Black/women are alive after tomorrow

A review of 'Letters to the Future: Black Women/Radical Writing'

Above: detail from cover art of ‘Letters to the Future.’

Letters to the Future: Black Women/Radical Writing

Letters to the Future: Black Women/Radical Writing

ed. Erica Hunt and Dawn Lundy Martin

Kore Press 2018, 456 pages, $40.00 ISBN 978-1888553857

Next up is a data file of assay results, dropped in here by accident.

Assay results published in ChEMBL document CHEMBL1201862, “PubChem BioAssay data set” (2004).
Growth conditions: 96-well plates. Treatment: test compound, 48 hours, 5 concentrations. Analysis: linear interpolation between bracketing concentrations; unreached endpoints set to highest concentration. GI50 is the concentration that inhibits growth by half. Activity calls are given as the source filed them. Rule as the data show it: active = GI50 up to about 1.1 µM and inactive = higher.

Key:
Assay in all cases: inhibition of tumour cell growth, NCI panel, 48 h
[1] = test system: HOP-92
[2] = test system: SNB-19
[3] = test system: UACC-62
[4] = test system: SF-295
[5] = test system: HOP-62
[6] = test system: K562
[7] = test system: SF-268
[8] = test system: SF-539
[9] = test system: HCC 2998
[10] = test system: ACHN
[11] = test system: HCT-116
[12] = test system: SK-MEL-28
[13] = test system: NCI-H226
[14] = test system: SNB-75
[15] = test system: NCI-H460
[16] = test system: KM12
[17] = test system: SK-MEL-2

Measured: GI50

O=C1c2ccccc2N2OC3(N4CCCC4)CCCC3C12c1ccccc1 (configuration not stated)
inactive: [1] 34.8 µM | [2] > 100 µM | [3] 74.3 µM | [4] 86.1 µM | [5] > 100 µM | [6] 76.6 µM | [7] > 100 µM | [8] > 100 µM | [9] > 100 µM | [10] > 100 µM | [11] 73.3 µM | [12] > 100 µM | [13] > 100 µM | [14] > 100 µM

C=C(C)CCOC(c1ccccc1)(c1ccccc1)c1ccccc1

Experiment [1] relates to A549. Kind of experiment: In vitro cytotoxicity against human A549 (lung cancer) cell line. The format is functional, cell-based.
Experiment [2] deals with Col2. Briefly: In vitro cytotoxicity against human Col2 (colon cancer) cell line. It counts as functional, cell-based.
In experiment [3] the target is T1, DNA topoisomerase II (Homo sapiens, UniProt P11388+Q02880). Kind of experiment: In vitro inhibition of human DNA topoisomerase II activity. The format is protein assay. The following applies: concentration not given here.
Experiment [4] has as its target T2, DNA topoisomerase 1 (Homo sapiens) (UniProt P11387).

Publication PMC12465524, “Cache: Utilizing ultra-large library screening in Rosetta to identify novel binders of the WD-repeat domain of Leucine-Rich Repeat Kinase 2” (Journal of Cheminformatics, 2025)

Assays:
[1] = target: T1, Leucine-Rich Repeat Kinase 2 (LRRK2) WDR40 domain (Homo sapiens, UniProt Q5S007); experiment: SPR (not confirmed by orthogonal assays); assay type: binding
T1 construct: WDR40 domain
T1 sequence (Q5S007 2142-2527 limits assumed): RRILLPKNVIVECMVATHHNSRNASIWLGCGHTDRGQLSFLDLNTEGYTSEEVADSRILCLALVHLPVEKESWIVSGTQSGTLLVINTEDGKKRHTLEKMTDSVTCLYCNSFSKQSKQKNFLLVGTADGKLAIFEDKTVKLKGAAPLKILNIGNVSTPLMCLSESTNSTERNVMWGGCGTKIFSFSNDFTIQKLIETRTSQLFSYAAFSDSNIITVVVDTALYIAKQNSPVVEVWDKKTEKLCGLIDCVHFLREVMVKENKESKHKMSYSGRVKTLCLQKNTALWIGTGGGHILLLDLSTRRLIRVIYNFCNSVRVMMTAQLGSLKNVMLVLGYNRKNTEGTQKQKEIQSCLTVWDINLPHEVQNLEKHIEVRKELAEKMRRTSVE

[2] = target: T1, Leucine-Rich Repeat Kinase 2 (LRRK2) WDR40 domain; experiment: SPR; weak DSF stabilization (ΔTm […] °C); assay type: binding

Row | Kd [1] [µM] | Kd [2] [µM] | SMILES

The most provocative mark in this anthology may be the virgule or forward slash that separates the last quarter of the title — Radical Writing — from the opening three quarters of the title — Letters to the Future: Black Women. I’ve analyzed elsewhere the function of the colon, a staple in academic article and book titles, so I won’t discuss that here. I take this mark — as either virgule or forward slash (not exactly synonyms of each other despite what some dictionaries claim) — as suggesting that the anthology can be read as letters to the future either from black women and/or from radical writing itself. Although I can imagine either editor as the one responsible for insisting on this divide between standard American racial and gender identity (Black Women) and a textuality (Radical Writing) that exceeds the tradition of Western humanism underwriting identity per se, I’d wager that this gesture of undecidability belongs to Martin. In their separate introductions both editors cite Christina Sharpe’s In the Wake: On Blackness and Being as informing their thinking about issues of race and ontology, but Hunt’s sense of the anthology is that while it “is not interested in a stable notion of race,” it is constrained by “one contextual framework”: “‘art as a form of epistemology.’”[1] For Hunt, then, “our curiosity was to know how this particular group of Black women would respond to the question of tomorrow” (12). Martin, however, begins with a subjective, if not singular, sense of ambivalence: “It has always been difficult for me to conceptualize what we call blackness in relation to human bodies, particularly myself as an indicator of the things I don’t quite understand” (14). Moreover, “‘Woman’ feels almost quaint in 2018” (15). Martin’s discomfiture with all gender nouns is evident in her most recent books of poetry, Life in a Box Is a Pretty Life and Good Stock Strange Blood. Although Martin’s narrator reads as an occupant of the category “lesbian” throughout much of Life in a Box (“My mother tells me the story of Sodom and Gomorrah over and over again on the telephone”), the deconstruction of a sexual orientation linked to the narrator’s assumed cisgender identification begins with a tentative swapping of the latter for a putative noncisgender identification: “I meant to write the phrase ‘the body in trauma’ but first I wrote the phrase ‘the boy’ to refer to me.” But this move only alters the terms without affecting the structure of identity itself. Always written first and so the very incarnation of writing (“A boy is not a body. A boy is a walk.”), the boy writes the box in which, as which, the human female dwells. She is not only in the box; she is the box, a “leaky” but “Complete enclosure” made leakproof only after it/she is plugged by the potable nonbody of the boy. Those quotation marks around “the boy” indicate that, for Martin, boy is only a placeholder for a language, and so a consciousness yet to come.[2] Thus, in Good Stock Strange Blood Martin suspends the structure of identity altogether: “I am not a boy in anyone’s body.” And then this: “I am not a black in a black body.”[3] The (non)mark of negativity, Martin “is” the virgule/forward slash that translates the book’s title as — and these are just three examples — Black Women or Radical Writing, Black Women and Radical Writing, and/or Black Women as Radical Writing. On the side of neither black women nor radical writing, Martin remains next to (in solidarity with) but apart from both categories.